“If Ronnie Van Zant is not your lead singer, it’s not Lynyrd Skynyrd period. It’s something less, something different. I call my band All Points Bulletin or the Artimus Pyle Band … I play Lynyrd Skynyrd music because that’s who I am. Everything else has been taken from me, my reputation, my world, my money has all been stolen from me by people that I thought loved me. However they can’t take away my ability to play drums.”
Pyle’s reputation took a hit in 1993 when he pled guilty to attempted capital sexual battery and lewd assault on two girls in Jacksonville Beach, Fla., according to various news sources. In 2009, he was in the courtroom again when he was acquitted of charges that he failed to register as a sex offender and for lying on a driver’s license application. According to the Florida Times-Union, Pyle’s daughter, Kelly, said her father only pled guilty because he was facing 25 years to life in prison. He received probation instead. Pyle called them “false accusations.”
But that was the latest hardship in Pyle’s life. Besides the plane crash and later the motorcycle crash that nearly killed him, in 1971 his father was killed in a mid-air collision in Albuquerque, N.M. when he was nearly finished with four years in the military.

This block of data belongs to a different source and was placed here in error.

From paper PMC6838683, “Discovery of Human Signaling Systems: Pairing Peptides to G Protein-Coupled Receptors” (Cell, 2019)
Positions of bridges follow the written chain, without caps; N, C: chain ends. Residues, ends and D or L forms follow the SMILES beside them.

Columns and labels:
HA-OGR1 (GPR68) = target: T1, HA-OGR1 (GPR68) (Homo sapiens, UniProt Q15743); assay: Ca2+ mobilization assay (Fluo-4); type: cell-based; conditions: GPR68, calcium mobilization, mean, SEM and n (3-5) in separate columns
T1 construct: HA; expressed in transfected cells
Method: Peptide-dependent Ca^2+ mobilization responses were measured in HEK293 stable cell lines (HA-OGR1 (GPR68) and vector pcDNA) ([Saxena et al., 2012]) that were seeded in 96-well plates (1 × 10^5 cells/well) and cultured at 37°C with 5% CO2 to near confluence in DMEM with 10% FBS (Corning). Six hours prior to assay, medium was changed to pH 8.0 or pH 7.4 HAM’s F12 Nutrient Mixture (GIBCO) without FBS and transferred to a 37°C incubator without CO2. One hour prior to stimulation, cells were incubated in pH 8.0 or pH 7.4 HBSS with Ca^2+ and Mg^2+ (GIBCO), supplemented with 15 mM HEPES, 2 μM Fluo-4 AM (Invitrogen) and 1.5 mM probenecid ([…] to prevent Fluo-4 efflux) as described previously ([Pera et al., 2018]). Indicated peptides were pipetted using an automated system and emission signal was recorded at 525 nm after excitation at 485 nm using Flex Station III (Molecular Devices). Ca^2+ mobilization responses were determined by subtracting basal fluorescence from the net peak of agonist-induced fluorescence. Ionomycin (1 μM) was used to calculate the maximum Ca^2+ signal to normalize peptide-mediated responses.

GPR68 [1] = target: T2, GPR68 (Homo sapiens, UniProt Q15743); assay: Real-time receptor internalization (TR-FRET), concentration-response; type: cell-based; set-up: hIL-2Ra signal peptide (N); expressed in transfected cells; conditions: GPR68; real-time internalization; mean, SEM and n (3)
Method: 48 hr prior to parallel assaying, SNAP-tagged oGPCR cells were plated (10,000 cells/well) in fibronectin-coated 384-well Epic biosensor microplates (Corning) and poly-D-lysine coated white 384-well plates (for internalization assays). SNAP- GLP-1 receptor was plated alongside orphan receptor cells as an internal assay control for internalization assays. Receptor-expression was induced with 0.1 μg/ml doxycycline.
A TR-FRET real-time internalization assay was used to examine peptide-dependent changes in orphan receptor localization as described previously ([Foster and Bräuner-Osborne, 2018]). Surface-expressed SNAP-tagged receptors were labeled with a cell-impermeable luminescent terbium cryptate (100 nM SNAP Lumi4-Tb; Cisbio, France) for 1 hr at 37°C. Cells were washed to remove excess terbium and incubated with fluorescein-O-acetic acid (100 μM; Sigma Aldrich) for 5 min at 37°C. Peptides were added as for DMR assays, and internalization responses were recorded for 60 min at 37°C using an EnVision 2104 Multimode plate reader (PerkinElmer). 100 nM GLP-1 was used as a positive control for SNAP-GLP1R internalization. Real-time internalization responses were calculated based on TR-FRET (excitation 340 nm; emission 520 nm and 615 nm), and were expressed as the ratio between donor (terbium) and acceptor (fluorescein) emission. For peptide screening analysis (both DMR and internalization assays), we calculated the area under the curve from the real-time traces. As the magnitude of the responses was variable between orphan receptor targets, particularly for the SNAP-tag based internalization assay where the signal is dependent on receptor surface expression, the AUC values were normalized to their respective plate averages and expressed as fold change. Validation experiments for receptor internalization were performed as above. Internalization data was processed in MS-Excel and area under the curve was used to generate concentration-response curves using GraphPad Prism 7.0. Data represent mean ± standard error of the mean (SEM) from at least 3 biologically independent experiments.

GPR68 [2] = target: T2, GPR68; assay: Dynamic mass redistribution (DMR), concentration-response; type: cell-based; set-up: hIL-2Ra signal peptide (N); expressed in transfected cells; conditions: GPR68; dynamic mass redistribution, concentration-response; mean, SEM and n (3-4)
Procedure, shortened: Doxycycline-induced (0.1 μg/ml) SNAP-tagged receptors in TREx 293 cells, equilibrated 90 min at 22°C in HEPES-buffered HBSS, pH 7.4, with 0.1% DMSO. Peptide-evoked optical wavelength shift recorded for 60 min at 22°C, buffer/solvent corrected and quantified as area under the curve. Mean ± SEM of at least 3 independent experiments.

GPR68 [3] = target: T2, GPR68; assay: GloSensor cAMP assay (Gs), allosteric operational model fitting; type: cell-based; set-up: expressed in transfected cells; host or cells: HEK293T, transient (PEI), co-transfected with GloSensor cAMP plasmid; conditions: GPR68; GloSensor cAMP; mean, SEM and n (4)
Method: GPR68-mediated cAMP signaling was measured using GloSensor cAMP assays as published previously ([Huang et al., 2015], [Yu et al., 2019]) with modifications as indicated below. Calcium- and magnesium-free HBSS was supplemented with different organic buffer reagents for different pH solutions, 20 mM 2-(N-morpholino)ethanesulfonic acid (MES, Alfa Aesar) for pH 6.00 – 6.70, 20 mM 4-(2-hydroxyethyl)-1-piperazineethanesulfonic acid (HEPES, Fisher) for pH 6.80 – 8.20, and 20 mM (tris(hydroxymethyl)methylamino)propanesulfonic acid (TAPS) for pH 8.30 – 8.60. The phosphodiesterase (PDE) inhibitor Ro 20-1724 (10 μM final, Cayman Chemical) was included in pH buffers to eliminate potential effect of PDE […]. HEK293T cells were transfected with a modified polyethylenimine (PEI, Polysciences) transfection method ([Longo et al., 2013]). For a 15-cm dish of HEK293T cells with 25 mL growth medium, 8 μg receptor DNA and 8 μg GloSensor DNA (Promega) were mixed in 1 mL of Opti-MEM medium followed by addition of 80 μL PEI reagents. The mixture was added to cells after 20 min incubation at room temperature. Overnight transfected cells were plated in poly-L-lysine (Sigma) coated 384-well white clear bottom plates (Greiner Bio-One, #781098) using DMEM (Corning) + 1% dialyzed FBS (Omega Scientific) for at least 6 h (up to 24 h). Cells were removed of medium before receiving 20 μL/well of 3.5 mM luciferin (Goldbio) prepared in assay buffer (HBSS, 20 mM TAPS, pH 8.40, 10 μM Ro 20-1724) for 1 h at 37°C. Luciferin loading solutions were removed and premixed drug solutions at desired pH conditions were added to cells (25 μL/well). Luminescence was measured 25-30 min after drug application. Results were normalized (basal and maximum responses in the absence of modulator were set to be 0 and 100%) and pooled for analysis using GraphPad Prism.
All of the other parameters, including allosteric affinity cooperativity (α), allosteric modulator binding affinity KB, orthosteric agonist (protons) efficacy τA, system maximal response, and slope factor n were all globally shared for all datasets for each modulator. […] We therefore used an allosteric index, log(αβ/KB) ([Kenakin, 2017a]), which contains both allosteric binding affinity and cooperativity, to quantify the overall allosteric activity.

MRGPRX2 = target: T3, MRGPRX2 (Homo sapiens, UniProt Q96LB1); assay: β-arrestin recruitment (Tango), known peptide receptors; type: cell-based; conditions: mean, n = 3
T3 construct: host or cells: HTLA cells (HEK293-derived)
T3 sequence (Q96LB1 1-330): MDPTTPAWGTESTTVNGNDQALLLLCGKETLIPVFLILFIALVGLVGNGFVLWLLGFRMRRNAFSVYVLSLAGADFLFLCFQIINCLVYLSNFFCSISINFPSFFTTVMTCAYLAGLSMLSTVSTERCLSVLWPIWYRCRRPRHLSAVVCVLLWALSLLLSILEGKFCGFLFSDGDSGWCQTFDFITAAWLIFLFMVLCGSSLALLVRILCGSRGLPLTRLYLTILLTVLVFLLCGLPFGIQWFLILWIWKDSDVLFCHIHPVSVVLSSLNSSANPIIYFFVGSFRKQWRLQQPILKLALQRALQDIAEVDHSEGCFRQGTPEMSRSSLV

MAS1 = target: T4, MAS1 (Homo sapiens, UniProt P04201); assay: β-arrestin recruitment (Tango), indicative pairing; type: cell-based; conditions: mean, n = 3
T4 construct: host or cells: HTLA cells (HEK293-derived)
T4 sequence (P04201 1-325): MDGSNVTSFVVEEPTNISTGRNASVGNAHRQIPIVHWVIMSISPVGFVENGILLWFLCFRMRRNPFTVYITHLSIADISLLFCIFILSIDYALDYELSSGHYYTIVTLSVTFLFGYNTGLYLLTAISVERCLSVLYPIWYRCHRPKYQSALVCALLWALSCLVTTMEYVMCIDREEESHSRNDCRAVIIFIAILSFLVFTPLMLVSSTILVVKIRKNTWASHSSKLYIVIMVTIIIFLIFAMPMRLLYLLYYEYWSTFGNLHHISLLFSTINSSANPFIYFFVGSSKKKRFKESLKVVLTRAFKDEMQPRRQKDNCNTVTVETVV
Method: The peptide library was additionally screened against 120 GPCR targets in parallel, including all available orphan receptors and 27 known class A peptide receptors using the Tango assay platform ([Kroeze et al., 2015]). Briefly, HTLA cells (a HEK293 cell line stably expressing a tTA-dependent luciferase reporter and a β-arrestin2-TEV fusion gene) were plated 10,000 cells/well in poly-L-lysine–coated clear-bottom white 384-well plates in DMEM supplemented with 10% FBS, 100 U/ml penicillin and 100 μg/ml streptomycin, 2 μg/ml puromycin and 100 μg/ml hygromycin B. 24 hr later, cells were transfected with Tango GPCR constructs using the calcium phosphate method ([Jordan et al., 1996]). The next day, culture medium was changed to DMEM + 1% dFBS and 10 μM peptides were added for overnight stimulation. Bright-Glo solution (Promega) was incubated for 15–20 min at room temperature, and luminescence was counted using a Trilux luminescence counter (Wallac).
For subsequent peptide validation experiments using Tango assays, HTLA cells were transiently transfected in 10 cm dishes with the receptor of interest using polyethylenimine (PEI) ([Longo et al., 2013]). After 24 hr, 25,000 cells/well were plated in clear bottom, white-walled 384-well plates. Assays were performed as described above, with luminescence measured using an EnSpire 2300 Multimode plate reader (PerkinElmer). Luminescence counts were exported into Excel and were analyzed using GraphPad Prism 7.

“I was the sole surviving son, so they let me out, but not by much,” he said. “I was in 3 years, 11 months, 22 days, 6 hours, and 25 minutes, but I had a four year hitch and I had signed up to go to officer’s candidate school and fly jets. I passed all the Marine Corp history and everything, but they wanted me to do two more years of college. I had one year of college and not good grades. They wanted me to go back to do two more years, make the grade and then go to officer’s candidate school at Quantico. Then my dad was killed … I just lost my heart for flight. My dad had taken lessons about the same time I started taking flight lessons. He soloed and I was about to solo, then he was killed. I went from being a Marine Corp officer flying jet airplanes to a drummer in a rock band.”
Pyle auditioned for King, Wilkeson and Ronnie Van Zant before he joined the band in 1975.
“I was in London, England with another band when I got the call that I was supposed to go back to America. We had already recorded ‘Saturday Night Special’ for the Burt Reynolds movie ‘The Longest Yard’ … Ronnie called me and said that Bob had a severe nervous breakdown and they needed me immediately, so I flew back to America and we did ‘Nuthin’ Fancy.’”
Pyle has five children, all are drummers, who range from 14 to 41 years old. He calls them “killer monster people” in spite of his “(messed) up life.”
“They all saw how much I love to play,” Pyle said. “I never taught them. I never made them play. But I always did provide a musical instrument. There were always drums around. They picked it up naturally and took it to new heights.”
With Burns by his side, Pyle said his band best honors the memory of Lynyrd Skynyrd.
“I don’t charge a whole lot of money,” he said. “I get paid very little to do what I do, but my band is the best Lynyrd Skynyrd band in the world. My singers are great vocalists, they have beautiful voices. They sing the songs with respect and accuracy. They look like a bunch of FBI agents, but man they spend long hours working out those guitar parts and those keyboard parts and those vocal parts. When the fans come and see my band they hear what the band is suppose to sound like from the 1970s … we respect the music.”